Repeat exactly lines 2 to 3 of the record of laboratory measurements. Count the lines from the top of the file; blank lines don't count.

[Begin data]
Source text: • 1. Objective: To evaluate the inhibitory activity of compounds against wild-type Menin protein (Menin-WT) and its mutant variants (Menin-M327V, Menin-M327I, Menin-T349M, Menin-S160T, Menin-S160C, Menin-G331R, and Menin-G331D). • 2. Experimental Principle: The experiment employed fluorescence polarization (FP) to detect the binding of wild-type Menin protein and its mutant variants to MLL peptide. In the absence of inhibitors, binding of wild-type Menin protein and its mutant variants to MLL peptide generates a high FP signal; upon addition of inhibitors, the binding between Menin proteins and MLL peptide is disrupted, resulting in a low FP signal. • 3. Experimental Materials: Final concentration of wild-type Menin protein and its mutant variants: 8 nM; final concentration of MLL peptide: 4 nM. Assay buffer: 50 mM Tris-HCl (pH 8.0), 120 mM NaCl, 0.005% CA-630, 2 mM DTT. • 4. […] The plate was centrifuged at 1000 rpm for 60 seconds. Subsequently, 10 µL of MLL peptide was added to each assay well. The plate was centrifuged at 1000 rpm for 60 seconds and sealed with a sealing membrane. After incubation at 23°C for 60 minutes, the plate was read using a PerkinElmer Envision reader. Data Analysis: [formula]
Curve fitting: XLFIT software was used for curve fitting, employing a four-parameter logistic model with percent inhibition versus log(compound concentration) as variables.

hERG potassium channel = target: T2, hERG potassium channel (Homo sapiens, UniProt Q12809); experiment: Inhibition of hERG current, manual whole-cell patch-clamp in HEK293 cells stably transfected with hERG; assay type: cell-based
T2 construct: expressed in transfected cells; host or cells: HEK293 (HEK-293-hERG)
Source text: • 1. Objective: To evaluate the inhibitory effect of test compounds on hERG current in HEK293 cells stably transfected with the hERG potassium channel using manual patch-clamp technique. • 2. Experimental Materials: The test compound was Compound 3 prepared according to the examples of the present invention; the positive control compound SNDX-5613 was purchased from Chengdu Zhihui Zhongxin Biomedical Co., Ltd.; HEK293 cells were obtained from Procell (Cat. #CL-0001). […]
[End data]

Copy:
Curve fitting: XLFIT software was used for curve fitting, employing a four-parameter logistic model with percent inhibition versus log(compound concentration) as variables.

hERG potassium channel = target: T2, hERG potassium channel (Homo sapiens, UniProt Q12809); experiment: Inhibition of hERG current, manual whole-cell patch-clamp in HEK293 cells stably transfected with hERG; assay type: cell-based